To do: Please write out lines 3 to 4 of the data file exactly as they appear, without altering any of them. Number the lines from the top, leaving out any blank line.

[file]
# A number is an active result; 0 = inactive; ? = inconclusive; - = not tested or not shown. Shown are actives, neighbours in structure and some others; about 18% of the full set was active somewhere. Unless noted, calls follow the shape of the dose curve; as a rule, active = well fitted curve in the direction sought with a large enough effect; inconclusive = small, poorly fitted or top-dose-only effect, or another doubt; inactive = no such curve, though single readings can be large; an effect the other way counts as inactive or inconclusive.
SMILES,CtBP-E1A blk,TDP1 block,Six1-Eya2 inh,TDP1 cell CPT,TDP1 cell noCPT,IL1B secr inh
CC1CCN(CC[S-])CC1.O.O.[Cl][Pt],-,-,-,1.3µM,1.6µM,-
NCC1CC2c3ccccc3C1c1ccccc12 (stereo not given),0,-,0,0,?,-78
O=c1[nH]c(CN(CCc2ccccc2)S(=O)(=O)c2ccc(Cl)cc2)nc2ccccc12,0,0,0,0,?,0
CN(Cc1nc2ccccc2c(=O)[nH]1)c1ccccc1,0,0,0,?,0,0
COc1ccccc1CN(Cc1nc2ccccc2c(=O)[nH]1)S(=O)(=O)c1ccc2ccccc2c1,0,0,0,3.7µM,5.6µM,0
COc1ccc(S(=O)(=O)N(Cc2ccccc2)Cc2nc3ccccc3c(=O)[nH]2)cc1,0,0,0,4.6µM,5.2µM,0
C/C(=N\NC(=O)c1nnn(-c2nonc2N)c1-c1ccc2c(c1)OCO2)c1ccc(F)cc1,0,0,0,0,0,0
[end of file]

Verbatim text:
CC1CCN(CC[S-])CC1.O.O.[Cl][Pt],-,-,-,1.3µM,1.6µM,-
NCC1CC2c3ccccc3C1c1ccccc12 (stereo not given),0,-,0,0,?,-78